It is important to know that ‘heart failure’ does not mean that the heart has already failed, but instead it describes a spectrum of weakening of the heart muscle that can span from very mild to very advanced. Although not always the case, in the majority of patients this weakening can take months or years to progress, not days or weeks. This is also related to the treatment, which can range from medications and/or surgery at the mild to moderate stages to consideration of an artificial heart device or heart transplant at the most advanced stages. Not every patient’s heart function will continue to worsen to the advanced stages. Understanding your individual outlook for heart failure is best addressed by discussing the strength of your heart’s function with your doctor, and by asking about the treatment options available to you at each stage.
Jonathan E. Yager, MD
- internal medicine
Location and Office HoursCardiac Care Associates PC
Fairfax, VA 22031
- Anthem Healthkeepers (BC/BS)
- Coventry Health Care
- Kaiser Permanente Health Plans
- MDIPA/MAMSI (UnitedHealthcare)
- United Healthcare
- Inova Fairfax Hospital
- Inova Loudoun Hospital Center
- Reston Hospital Center
- What is the outlook for heart failure?
How do I prepare for a carotid ultrasound?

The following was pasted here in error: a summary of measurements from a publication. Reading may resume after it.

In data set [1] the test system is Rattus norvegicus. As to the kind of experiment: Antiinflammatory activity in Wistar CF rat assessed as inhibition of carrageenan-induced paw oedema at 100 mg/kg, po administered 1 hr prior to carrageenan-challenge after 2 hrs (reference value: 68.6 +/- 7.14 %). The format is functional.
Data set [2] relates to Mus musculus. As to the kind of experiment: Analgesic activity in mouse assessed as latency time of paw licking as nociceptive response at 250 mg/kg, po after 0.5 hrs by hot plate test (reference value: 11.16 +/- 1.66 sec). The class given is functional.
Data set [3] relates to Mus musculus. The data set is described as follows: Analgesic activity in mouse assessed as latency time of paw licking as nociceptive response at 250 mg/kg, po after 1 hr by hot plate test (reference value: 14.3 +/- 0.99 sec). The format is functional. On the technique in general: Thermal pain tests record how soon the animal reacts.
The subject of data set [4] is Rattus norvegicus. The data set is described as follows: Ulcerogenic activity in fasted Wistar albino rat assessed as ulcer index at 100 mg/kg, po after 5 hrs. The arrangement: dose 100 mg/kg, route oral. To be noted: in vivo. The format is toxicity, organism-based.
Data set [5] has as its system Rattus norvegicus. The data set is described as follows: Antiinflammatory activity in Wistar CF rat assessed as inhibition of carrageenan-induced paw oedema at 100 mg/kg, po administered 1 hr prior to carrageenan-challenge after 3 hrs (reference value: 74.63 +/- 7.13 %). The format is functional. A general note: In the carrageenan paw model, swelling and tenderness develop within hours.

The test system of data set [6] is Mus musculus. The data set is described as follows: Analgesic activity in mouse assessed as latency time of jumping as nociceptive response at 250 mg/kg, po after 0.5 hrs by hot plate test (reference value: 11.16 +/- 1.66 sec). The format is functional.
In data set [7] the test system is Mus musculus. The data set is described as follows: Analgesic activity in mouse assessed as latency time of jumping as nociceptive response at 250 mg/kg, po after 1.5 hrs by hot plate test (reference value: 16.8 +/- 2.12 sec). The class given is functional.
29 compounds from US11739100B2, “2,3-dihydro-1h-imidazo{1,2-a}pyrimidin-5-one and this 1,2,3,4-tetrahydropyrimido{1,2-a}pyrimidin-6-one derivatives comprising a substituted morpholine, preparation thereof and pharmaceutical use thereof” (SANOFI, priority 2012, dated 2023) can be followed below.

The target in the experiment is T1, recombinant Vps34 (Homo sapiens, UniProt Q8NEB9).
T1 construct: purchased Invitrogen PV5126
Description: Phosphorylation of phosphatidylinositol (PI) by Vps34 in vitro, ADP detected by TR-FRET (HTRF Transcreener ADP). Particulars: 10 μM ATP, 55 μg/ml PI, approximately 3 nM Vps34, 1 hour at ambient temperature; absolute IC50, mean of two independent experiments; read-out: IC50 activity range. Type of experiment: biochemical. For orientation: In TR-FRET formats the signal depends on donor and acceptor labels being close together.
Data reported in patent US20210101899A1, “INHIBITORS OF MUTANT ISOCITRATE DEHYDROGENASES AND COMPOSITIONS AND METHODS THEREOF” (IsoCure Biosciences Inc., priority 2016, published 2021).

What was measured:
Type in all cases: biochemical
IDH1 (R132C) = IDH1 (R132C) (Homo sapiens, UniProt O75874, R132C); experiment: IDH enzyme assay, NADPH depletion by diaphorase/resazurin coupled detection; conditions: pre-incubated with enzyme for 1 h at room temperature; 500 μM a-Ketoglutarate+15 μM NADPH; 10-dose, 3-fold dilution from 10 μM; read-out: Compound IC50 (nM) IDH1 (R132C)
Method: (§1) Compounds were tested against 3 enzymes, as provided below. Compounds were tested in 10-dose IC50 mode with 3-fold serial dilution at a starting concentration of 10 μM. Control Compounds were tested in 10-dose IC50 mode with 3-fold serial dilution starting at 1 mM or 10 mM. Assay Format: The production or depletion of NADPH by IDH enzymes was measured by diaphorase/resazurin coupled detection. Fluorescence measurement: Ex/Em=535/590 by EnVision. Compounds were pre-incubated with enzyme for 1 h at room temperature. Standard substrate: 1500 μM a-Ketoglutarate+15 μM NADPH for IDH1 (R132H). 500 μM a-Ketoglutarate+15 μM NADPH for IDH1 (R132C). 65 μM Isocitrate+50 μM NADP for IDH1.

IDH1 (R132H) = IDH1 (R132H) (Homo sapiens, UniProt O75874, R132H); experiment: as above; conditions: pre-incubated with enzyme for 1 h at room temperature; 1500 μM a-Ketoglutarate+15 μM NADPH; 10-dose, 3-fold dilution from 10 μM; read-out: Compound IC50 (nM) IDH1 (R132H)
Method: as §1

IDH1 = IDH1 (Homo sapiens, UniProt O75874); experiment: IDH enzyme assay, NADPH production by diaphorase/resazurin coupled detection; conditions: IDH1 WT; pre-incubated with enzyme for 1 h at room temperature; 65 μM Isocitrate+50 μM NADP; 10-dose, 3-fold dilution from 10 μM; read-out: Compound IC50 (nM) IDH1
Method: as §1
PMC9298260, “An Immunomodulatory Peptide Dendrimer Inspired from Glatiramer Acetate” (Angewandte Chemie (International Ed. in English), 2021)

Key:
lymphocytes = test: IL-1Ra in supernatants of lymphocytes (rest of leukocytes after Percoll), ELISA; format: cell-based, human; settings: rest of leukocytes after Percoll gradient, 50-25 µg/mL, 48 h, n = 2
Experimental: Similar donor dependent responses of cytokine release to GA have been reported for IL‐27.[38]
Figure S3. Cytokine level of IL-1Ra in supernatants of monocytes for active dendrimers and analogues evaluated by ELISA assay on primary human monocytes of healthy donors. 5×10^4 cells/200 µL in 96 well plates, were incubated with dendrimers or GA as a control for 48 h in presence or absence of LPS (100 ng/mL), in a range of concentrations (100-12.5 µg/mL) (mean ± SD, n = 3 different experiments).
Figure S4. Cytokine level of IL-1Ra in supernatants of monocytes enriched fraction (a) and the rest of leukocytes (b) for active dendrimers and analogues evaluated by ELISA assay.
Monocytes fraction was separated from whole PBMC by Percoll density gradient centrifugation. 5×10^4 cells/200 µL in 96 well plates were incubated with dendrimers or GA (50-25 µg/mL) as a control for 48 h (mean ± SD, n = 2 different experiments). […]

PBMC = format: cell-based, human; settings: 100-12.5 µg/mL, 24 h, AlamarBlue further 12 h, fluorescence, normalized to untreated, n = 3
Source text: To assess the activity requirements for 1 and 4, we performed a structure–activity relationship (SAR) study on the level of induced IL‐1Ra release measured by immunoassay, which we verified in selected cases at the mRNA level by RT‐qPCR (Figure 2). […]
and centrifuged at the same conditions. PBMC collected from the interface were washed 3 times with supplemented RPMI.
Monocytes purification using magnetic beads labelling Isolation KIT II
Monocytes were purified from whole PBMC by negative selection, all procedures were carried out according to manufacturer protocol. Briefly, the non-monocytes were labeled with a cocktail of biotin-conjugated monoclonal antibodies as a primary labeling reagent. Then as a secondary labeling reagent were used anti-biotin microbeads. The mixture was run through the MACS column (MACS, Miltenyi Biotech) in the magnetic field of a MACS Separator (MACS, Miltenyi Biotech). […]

Johns Hopkins Medicine answered
A carotid ultrasound is a non-invasive, painless test that uses high-frequency soundwaves to create images of the neck arteries. It is helpful in diagnosing artherosclerosis (also called carotid stenosis), or blockages in the carotid arteries which can interfere with blood flow to the brain. As the artery narrows, the velocity of the blood flow increases. A carotid ultrasound allows the doctor to measure the speed of blood flow to estimate the degree of blockage.
There is no special preparation required for this procedure. You may be asked to put on a gown so that the transparent acoustic gel doesn't get on your clothing.
What is arterial bypass surgery?
NewYork-Presbyterian Hospital answered
To surgically correct decreased blood flow through an artery, doctors place a bypass graft made of synthetic material or a natural vein taken from another part of the body. During the procedure, the surgeon will make an incision to expose the diseased segment of the artery, and then attach one end of a bypass graft to a point above the blockage and the other end to a point below it. The blood supply is then diverted through the graft, around the blockage, to bypass the diseased section of the artery. The diseased artery is left in place.
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